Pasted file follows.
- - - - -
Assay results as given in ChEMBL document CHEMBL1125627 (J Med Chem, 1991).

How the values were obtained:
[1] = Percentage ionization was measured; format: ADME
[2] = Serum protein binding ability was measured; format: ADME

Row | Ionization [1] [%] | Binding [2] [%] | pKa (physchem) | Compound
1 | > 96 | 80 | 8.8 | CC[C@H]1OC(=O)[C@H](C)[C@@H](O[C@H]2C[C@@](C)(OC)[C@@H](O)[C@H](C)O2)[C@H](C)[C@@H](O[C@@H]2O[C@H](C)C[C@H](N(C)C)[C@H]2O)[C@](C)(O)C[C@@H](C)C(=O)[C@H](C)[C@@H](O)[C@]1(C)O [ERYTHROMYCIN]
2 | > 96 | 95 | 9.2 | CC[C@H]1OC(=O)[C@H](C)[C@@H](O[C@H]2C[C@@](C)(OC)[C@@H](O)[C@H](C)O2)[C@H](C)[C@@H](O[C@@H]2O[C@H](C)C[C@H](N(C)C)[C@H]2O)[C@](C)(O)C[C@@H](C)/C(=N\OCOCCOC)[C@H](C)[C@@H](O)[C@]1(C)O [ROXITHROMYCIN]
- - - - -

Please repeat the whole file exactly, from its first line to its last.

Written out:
Assay results as given in ChEMBL document CHEMBL1125627 (J Med Chem, 1991).

How the values were obtained:
[1] = Percentage ionization was measured; format: ADME
[2] = Serum protein binding ability was measured; format: ADME

Row | Ionization [1] [%] | Binding [2] [%] | pKa (physchem) | Compound
1 | > 96 | 80 | 8.8 | CC[C@H]1OC(=O)[C@H](C)[C@@H](O[C@H]2C[C@@](C)(OC)[C@@H](O)[C@H](C)O2)[C@H](C)[C@@H](O[C@@H]2O[C@H](C)C[C@H](N(C)C)[C@H]2O)[C@](C)(O)C[C@@H](C)C(=O)[C@H](C)[C@@H](O)[C@]1(C)O [ERYTHROMYCIN]
2 | > 96 | 95 | 9.2 | CC[C@H]1OC(=O)[C@H](C)[C@@H](O[C@H]2C[C@@](C)(OC)[C@@H](O)[C@H](C)O2)[C@H](C)[C@@H](O[C@@H]2O[C@H](C)C[C@H](N(C)C)[C@H]2O)[C@](C)(O)C[C@@H](C)/C(=N\OCOCCOC)[C@H](C)[C@@H](O)[C@]1(C)O [ROXITHROMYCIN]